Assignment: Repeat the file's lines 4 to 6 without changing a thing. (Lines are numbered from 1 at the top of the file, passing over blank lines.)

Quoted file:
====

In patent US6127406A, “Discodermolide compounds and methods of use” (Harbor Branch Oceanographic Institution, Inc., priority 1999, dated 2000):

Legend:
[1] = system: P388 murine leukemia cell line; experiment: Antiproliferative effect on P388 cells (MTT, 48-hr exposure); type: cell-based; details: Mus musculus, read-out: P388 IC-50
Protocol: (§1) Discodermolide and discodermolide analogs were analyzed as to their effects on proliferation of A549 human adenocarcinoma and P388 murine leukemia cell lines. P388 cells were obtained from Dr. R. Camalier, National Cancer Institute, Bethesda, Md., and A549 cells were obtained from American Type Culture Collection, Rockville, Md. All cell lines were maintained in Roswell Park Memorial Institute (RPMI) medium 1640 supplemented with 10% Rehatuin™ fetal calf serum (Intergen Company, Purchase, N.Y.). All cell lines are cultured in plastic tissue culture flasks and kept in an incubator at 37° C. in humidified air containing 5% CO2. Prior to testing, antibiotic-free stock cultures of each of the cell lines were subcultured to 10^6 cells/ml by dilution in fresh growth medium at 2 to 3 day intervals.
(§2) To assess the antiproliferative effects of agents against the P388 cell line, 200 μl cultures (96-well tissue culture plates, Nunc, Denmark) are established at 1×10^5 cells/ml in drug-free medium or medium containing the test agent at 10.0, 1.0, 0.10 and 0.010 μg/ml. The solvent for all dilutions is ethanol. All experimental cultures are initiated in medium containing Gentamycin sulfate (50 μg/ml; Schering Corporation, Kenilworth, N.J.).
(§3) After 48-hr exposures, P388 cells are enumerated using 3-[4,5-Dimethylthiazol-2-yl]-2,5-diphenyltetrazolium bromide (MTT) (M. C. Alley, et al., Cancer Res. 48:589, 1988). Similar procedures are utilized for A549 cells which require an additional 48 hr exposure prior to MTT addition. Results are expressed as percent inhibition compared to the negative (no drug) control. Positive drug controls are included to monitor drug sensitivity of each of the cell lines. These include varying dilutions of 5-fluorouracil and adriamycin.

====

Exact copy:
Protocol: (§1) Discodermolide and discodermolide analogs were analyzed as to their effects on proliferation of A549 human adenocarcinoma and P388 murine leukemia cell lines. P388 cells were obtained from Dr. R. Camalier, National Cancer Institute, Bethesda, Md., and A549 cells were obtained from American Type Culture Collection, Rockville, Md. All cell lines were maintained in Roswell Park Memorial Institute (RPMI) medium 1640 supplemented with 10% Rehatuin™ fetal calf serum (Intergen Company, Purchase, N.Y.). All cell lines are cultured in plastic tissue culture flasks and kept in an incubator at 37° C. in humidified air containing 5% CO2. Prior to testing, antibiotic-free stock cultures of each of the cell lines were subcultured to 10^6 cells/ml by dilution in fresh growth medium at 2 to 3 day intervals.
(§2) To assess the antiproliferative effects of agents against the P388 cell line, 200 μl cultures (96-well tissue culture plates, Nunc, Denmark) are established at 1×10^5 cells/ml in drug-free medium or medium containing the test agent at 10.0, 1.0, 0.10 and 0.010 μg/ml. The solvent for all dilutions is ethanol. All experimental cultures are initiated in medium containing Gentamycin sulfate (50 μg/ml; Schering Corporation, Kenilworth, N.J.).
(§3) After 48-hr exposures, P388 cells are enumerated using 3-[4,5-Dimethylthiazol-2-yl]-2,5-diphenyltetrazolium bromide (MTT) (M. C. Alley, et al., Cancer Res. 48:589, 1988). Similar procedures are utilized for A549 cells which require an additional 48 hr exposure prior to MTT addition. Results are expressed as percent inhibition compared to the negative (no drug) control. Positive drug controls are included to monitor drug sensitivity of each of the cell lines. These include varying dilutions of 5-fluorouracil and adriamycin.